So we’re going for another Samsung review today, this one though is of one of their newest hard drives called the F4. I’ve put it up against many other drives from other manufactures and even against the Samsung F1 and an SSD as well. The F4 is fast, it’s faster than all of the other drives except for the SSD, but in some of the tests it comes close. Read on to check out a very lightweight and fast hard drive…
So it’s a hard drive, not much to look at in terms of box shots etc. They sent me the OEM version, so just a plastic casing basically.
The first things I noticed about this drive is the weight, it’s very light, I’ve got a bunch of other drives and it feels like it weighs about half.
The Samsung Spinpoint F4 is an internal hard drive that supports a one-head platform design and a minimum amount of mechanical parts. This optimizes reliability and acoustic features of the Spinpoint F4 and delivers 10 % increased read/write performance and 7 % lower power consumption. The Samsung Spinpoint F4 is built with eco-friendly materials and meets all the environmental regulations including RoHS (Restriction of Hazardous Substances). It features 7200rpm speed rotation, areal density technology and a SATA 3.0 Gbps interface; is equipped with Samsung’s balancing technology, which optimizes the drive’s overall stability and reliability and features SilentSeek and NoiseGuard technologies for quiet operation.
-capacity : 320 GB
-interface : Serial ATA 3.0 Gbps
-buffer memory : 16 MB
• Formatted capacity is 320GB/Disk formatted capacity
• Serial ATA 3.0Gbps Interface Support
• Improved recording stability over temperature with PMR
• Advanced dynamic FOD control for best data integrity
• Intelligent compensation of external disturbance
• SATA Native Command Queuing Feature
• Device Initiated SATA Power Management
• Rotational vibration sensor(Optional)
• Environment friendly product with RoHS compliance
• Improved performance with dual-ARM based firmware
• ATA S.M.A.R.T. Compliant
• ATA Automatic Acoustic Management Feature
• ATA 48-bit Address Feature
• ATA Device Configuration Overlay Feature
Drive Configurations Capacity:320GB
Interface Serial ATA: 3.0Gbps
Buffer DRAM Size: 16 MB
Byte per Sector: 512 bytes
Rotational Speed: 7,200 RPM
Performance Specifications Average Seek time(typical) :8.9 ms
Data Transfer Rate / Media to/from Buffer(Max.): 285 MB/sec
Data Transfer Rate / Buffer to/from Host(Max.): 300 MB/sec
Average Latency: 4.17 ms
Drive Ready Time(typical): 8 sec
Physical Dimension Height (Max.): 26.1 mm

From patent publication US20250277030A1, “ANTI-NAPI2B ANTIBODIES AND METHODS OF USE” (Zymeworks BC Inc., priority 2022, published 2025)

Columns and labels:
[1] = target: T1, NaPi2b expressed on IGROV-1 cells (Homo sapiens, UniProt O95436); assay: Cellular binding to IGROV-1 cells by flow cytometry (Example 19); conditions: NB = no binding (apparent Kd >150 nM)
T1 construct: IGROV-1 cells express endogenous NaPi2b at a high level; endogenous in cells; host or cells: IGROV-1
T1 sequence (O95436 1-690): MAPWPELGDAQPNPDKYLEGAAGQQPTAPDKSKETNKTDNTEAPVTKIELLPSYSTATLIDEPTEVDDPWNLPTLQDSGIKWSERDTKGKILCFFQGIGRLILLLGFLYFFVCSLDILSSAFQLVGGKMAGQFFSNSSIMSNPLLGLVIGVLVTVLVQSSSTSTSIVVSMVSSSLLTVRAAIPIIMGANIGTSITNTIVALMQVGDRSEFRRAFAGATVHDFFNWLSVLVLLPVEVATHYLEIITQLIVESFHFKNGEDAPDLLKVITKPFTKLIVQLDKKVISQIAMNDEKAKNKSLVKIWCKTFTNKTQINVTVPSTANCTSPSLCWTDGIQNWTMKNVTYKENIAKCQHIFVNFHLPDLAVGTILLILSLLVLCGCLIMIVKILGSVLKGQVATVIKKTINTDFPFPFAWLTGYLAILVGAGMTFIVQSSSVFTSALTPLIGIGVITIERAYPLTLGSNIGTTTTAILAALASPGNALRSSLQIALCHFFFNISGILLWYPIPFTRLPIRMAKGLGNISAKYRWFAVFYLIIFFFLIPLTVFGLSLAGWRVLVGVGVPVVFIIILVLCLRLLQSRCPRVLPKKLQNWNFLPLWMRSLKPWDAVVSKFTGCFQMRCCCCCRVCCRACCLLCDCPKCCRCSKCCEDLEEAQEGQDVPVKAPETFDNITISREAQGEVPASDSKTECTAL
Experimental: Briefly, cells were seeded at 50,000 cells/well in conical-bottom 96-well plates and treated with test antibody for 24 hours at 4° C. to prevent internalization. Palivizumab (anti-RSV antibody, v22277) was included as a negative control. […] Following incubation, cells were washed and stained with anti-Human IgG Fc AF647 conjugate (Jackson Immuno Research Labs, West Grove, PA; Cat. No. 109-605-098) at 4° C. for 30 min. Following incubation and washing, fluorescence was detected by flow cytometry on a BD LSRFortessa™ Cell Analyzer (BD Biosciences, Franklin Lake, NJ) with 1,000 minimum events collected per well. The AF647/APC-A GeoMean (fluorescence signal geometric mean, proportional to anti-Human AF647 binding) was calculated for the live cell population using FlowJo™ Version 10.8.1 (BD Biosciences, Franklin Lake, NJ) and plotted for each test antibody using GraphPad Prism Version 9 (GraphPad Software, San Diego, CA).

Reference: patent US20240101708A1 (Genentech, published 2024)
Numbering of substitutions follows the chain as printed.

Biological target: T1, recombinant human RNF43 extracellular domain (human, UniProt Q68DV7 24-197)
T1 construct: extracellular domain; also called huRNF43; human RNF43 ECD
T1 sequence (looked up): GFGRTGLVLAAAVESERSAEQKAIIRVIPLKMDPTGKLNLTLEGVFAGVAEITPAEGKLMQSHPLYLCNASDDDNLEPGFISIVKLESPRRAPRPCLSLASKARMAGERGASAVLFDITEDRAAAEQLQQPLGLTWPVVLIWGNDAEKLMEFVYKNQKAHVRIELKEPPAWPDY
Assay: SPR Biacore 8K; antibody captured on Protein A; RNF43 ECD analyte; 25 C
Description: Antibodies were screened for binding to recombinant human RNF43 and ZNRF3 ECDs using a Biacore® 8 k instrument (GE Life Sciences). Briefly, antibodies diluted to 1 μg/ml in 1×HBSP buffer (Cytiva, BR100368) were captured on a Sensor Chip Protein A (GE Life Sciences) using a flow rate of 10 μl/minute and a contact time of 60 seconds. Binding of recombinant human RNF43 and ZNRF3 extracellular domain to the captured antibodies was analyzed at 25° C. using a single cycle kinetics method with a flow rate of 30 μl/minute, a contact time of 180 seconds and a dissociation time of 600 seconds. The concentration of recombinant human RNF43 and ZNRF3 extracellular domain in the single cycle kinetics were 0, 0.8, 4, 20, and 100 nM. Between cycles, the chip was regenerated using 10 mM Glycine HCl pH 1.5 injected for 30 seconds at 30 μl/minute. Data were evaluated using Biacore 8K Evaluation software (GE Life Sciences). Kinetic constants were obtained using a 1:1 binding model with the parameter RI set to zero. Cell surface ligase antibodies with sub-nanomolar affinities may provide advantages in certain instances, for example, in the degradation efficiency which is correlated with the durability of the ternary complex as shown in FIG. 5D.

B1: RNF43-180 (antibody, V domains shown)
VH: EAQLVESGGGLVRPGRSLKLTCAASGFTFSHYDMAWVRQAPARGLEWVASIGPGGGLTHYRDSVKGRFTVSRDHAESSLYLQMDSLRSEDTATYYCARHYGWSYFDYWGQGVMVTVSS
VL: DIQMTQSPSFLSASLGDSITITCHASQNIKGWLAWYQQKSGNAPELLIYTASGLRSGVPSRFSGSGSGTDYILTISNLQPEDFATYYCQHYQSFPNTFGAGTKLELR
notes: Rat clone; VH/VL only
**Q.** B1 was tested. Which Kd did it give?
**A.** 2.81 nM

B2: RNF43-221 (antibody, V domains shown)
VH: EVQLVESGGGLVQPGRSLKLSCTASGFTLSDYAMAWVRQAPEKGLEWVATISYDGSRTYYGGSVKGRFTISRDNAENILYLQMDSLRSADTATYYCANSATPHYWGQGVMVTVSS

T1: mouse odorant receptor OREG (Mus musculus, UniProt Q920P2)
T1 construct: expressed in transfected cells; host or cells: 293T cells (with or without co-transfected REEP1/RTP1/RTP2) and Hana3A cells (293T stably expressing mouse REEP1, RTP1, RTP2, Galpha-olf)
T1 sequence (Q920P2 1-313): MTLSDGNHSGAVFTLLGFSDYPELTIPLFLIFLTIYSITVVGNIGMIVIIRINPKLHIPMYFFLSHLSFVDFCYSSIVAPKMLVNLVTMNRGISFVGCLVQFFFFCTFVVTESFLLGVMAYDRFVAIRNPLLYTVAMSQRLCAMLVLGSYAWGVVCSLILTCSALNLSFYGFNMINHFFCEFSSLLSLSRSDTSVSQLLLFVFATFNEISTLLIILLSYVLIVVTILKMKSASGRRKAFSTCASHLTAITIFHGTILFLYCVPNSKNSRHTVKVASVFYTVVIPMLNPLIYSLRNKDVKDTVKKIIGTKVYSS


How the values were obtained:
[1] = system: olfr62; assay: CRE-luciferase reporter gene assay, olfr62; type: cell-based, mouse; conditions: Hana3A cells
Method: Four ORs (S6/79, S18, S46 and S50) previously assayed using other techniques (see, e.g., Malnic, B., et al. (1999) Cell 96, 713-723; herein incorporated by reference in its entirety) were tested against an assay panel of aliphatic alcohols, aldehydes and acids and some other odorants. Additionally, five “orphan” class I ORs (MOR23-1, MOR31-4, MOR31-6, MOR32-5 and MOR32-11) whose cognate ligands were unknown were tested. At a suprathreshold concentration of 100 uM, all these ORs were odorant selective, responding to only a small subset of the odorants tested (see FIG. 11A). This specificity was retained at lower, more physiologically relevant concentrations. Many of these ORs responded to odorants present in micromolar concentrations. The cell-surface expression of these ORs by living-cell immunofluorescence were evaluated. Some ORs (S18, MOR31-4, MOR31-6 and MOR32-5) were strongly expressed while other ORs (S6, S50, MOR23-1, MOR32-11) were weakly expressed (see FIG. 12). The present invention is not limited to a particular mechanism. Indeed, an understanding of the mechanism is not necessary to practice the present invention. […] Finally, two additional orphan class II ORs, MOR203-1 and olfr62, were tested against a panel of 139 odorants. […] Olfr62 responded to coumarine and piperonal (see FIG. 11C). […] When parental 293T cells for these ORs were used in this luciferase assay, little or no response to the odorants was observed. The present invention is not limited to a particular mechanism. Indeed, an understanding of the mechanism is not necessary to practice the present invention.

Width: 101.5 mm
Length: 147.0 mm
Weight (avg.):430 g
For comparison I grabbed a bunch of hard drives and an SSD as well.
SAMSUNG Spinpoint F1 HD753LJ 750gb 7200 RPM 32MB Cache SATA 3G
Seagate Barracuda 7200.12 750gb 7200 RPM 32MB Cache SATA 3G
Seagate Barracuda XT 2TB 7200 RPM 64MB Cache SATA 6G
Seagate Barracuda 7200.9 7200RPM 200GB 16MB Cache SATA 3G
Western Digital Caviar GP WD5000AACS 500GB 5400 to 7200 RPM 16MB Cache SATA 3
OCZ Solid 2 60gb SSD
So we’ll start off with ATTO Disk Benchmark, I put them in order of fastest to slowest:
Obviously the OCZ SSD is the fastest with the F4 coming in seconds, actually besting the Barracuda XT on the SATA6 port.
Then we have HDTune, same ordering again…
Next test is SiSoft Sandra File Systems:
Benchmark mounted file systems (i.e. volumes). Shows how your file systems connected to storage adapters and storage hosts compare to other devices in a typical computer.
This is not the raw disk performance that other benchmarks test – but the speed of the volume itself that depends on many more factors like file system, operating system cache, position on disk, etc. Thus this is the performance you get at the file system level.
Drive Index: higher the better.
Access Time: lower the better.
In this test you can se that the F4 is actually close to the SSD in terms of performance.. I’m truly surprised by this one.
Next is Physical Disks:
Benchmark hard disks (i.e. the disk itself, not the file system). Shows how your physical disks connected to the storage adapters or hosts compare to other disks in a typical computer.
As the test measures raw performance it is independent on the file system the disk uses and any volumes mounted off the disk.
Drive Index: is a composite figure representing an overall performance rating based on the highest read or write speed across the whole disk. Thus the higher the better.
Access Time: is the average time to read a random sector on the disk, analogous to latency response time. Thus the lower the better.
The ordering changed a bit for the other drives, but the first and second are still the SSD and the Samsung F4.
The noise level is very low, I couldn’t hear it at all except for the Physical Disks test, in the beginning when the drive spun up I heard it just that one time. I didn’t hear it any other time though.
The Samsung F4 is a great drive, it’s fast and it’s lightweight and it’s quiet.
If you’re looking for a new hard drive then be sure to put this one on your list, sure it’s only 320gb, but it could be used as a boot drive.
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